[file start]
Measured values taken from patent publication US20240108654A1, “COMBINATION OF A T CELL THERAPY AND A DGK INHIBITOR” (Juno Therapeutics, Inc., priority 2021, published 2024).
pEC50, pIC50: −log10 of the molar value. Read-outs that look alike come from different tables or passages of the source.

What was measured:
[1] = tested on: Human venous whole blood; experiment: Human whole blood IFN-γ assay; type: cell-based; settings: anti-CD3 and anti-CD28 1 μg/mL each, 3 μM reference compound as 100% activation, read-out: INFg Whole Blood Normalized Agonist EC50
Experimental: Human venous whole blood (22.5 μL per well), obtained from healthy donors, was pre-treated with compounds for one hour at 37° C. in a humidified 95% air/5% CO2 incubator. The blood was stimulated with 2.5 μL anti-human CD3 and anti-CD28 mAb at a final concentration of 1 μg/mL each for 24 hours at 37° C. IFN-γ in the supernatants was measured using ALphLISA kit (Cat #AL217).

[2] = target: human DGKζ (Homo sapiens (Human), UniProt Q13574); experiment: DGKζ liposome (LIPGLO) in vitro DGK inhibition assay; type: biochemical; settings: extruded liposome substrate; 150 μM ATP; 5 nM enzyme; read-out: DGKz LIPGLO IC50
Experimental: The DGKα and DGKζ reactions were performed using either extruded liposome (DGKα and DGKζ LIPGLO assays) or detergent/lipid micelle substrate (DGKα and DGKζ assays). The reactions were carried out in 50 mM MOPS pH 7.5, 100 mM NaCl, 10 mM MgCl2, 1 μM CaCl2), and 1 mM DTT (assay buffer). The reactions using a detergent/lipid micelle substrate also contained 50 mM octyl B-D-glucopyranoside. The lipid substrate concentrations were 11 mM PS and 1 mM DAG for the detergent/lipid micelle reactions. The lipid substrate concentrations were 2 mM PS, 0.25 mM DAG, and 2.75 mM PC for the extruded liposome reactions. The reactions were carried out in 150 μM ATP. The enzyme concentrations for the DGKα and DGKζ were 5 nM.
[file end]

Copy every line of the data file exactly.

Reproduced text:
Measured values taken from patent publication US20240108654A1, “COMBINATION OF A T CELL THERAPY AND A DGK INHIBITOR” (Juno Therapeutics, Inc., priority 2021, published 2024).
pEC50, pIC50: −log10 of the molar value. Read-outs that look alike come from different tables or passages of the source.

What was measured:
[1] = tested on: Human venous whole blood; experiment: Human whole blood IFN-γ assay; type: cell-based; settings: anti-CD3 and anti-CD28 1 μg/mL each, 3 μM reference compound as 100% activation, read-out: INFg Whole Blood Normalized Agonist EC50
Experimental: Human venous whole blood (22.5 μL per well), obtained from healthy donors, was pre-treated with compounds for one hour at 37° C. in a humidified 95% air/5% CO2 incubator. The blood was stimulated with 2.5 μL anti-human CD3 and anti-CD28 mAb at a final concentration of 1 μg/mL each for 24 hours at 37° C. IFN-γ in the supernatants was measured using ALphLISA kit (Cat #AL217).

[2] = target: human DGKζ (Homo sapiens (Human), UniProt Q13574); experiment: DGKζ liposome (LIPGLO) in vitro DGK inhibition assay; type: biochemical; settings: extruded liposome substrate; 150 μM ATP; 5 nM enzyme; read-out: DGKz LIPGLO IC50
Experimental: The DGKα and DGKζ reactions were performed using either extruded liposome (DGKα and DGKζ LIPGLO assays) or detergent/lipid micelle substrate (DGKα and DGKζ assays). The reactions were carried out in 50 mM MOPS pH 7.5, 100 mM NaCl, 10 mM MgCl2, 1 μM CaCl2), and 1 mM DTT (assay buffer). The reactions using a detergent/lipid micelle substrate also contained 50 mM octyl B-D-glucopyranoside. The lipid substrate concentrations were 11 mM PS and 1 mM DAG for the detergent/lipid micelle reactions. The lipid substrate concentrations were 2 mM PS, 0.25 mM DAG, and 2.75 mM PC for the extruded liposome reactions. The reactions were carried out in 150 μM ATP. The enzyme concentrations for the DGKα and DGKζ were 5 nM.